Gentle Nighttime Parenting

Sarah Mae looks at gentle nighttime parenting in Maybe Your Two Year Old Just Needs You.

While we’re on the topic of nighttime parenting, here is something Steph from Grace For My Sheep wrote about sleep training.

 

New Gentle Parenting Blog

There is a brand new blog called, Grace For My Sheep. Her latest post looks at a human’s inherent need for Jesus and how that relates to gentle parenting. Lovely!

While we’re on the subject of Gentle Parenting, here is a very helpful post from Hippie Housewife called, Ten alternatives To Time Outs.  The more tools we have in our toolbox, the better.

Attachment Only By Day? – Part 2

Note from Hermana Linda:   This is the continuation of a conversation in the comments of Steph’s article on Attachment Theory.  Read Part 1 here.   This exchange starts here.

Hi Steph, thank you for your kind reply. I totally see your point. I didn’t mention the details on how my child responds when separated. She ofcourse resists a bit but goes back to normal play within a minute or two. Getting back together is a happy time for both of us but she doesn’t need extra attention but she is loving as always. I can only speak from my own experience and I am trying to find the truth without any bias. When you say brain damage, I can’t understand that because my daughter met all her developmental milestones 6 months ahead of her peers and she is nearly 4 now and has even started reading. I often see how totally she trusts me to keep my word and to take care of her if she is in any kind of danger.
I understand God doesn’t want us to cry as it makes him sad as well. But I do see in so many peoples lives that God allows some painful experiences so that they will shine even more brightly for His glory. When we did sleep training, we did make sure that she is completely safe, fed, changed and comfortable and we watched her through the video monitor to make sure her safety. Sure it was hard for us and hard for her. And I wouldn’t do it for a minute if it was not beneficial for her. That training has just done her so much good that she became more fresh and attentive during her wake times and happier.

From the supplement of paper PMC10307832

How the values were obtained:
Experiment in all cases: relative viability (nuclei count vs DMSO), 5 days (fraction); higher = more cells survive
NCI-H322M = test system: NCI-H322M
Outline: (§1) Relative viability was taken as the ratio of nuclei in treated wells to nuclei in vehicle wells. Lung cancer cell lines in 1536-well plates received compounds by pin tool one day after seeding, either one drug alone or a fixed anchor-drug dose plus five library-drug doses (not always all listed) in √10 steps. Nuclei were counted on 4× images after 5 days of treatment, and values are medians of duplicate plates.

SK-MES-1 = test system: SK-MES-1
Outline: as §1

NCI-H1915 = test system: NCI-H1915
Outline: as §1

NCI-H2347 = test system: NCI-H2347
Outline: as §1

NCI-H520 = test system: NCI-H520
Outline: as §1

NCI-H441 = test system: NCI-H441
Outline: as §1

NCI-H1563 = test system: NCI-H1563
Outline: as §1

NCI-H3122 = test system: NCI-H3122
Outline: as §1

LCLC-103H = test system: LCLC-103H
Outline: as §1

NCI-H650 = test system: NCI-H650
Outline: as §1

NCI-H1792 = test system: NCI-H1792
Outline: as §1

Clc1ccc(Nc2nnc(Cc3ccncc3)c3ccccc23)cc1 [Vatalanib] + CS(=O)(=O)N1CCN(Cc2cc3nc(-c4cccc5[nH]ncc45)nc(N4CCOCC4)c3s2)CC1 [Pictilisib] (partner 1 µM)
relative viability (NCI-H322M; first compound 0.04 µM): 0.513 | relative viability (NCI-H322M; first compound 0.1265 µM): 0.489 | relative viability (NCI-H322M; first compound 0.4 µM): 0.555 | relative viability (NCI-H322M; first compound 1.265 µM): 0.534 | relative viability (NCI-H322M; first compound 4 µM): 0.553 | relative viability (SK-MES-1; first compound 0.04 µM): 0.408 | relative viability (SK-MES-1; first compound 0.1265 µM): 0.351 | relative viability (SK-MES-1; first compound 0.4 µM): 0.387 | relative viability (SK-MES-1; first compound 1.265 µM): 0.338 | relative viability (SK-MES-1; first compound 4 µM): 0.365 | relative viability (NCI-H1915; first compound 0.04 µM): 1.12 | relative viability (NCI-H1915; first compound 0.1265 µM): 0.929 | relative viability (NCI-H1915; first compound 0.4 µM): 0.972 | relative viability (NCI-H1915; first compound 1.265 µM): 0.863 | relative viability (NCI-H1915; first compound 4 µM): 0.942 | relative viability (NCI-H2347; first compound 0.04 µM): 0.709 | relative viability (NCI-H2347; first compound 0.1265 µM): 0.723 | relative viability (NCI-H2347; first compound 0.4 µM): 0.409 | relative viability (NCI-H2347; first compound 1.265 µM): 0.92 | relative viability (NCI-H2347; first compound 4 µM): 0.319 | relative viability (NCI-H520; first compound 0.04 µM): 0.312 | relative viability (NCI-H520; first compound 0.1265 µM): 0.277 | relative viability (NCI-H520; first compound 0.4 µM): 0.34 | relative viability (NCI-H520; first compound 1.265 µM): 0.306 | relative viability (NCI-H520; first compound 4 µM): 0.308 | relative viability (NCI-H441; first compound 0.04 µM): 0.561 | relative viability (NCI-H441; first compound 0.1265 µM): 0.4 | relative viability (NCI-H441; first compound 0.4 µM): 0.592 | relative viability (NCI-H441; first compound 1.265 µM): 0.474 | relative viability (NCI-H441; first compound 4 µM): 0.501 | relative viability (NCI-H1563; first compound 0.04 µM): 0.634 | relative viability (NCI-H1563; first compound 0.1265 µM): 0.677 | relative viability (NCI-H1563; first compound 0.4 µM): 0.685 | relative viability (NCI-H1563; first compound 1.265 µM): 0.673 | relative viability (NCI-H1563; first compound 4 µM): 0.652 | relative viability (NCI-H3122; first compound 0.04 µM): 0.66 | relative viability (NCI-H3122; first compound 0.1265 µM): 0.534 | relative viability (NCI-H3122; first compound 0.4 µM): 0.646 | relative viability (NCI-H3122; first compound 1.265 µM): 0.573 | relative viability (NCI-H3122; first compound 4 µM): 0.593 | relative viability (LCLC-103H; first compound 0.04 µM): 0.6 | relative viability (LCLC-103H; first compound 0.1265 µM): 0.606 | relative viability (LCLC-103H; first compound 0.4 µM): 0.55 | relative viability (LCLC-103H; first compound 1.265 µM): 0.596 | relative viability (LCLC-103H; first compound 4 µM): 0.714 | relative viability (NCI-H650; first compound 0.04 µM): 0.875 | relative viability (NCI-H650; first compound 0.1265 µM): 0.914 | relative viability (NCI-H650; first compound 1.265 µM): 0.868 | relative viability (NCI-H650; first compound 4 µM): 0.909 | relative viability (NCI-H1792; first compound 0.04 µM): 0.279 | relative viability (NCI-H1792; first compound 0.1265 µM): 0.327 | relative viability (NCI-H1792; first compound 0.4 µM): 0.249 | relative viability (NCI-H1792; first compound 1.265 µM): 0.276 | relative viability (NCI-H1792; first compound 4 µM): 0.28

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Attachment Only By Day? – Part 1

Note from Hermana Linda: We appreciate getting comments and read every one.   This comment from Jo about Attachment Theory elicited such an insightful response from Steph that I have decided to highlight it here.

From my personal experience with my own child, if you provide consistent care and love in meeting the needs of the child throughout the day, a little sleep training at night develops an even healthier attachment. My child is the most securely attached child I have seen because she is able to stay away from me without much distress as long as I tell her beforehand and also comes back to me with even more love when i get back to her. Crying it out works perfectly but should only be done if the parents are able to provide love and care for the child and securely attach in every way. We did sleep training for her when she was 9 months old and within 3 nights, she started sleeping through the night and sleeps in her own room. She is a very happy child then and now.

52 Tool Cards: Hugs

Pearl in Oyster (PIO) shares another great tool for your toolbox:  hugs.  She shares an example of how well MamaPsamist’s lovely story of Gertie Giraffe works.  <3

Understanding Our Little Ones

MamaPsalmist discusses a post from Positive Parenting which explains why Nonpunitive Discipline ≠ Lazy Parenting in Positive Parenting: Toddlers and Beyond: Nonpunitive Discipline ≠ Lazy Parenting.

On a similar note, Elizabeth (from Virginia Is For Mothers) shares some very helpful insight about giving grace and understanding to Child Size Problems.

And Pearl In Oyster (PIO) shares about validating and working through a three year old’s nighttime fears in Dealing with Tears & Fears at Bedtime.

Comforting Children in the Night

Nighttime parenting is very challenging.  We have a very physical need for sleep.  It is important to remember that our children have a very real need for comfort and that parenting is a 24 hour a day job.  Denying children Comfort in the night can have lasting repercussions as these memories from Discipleship Mothering demonstrate.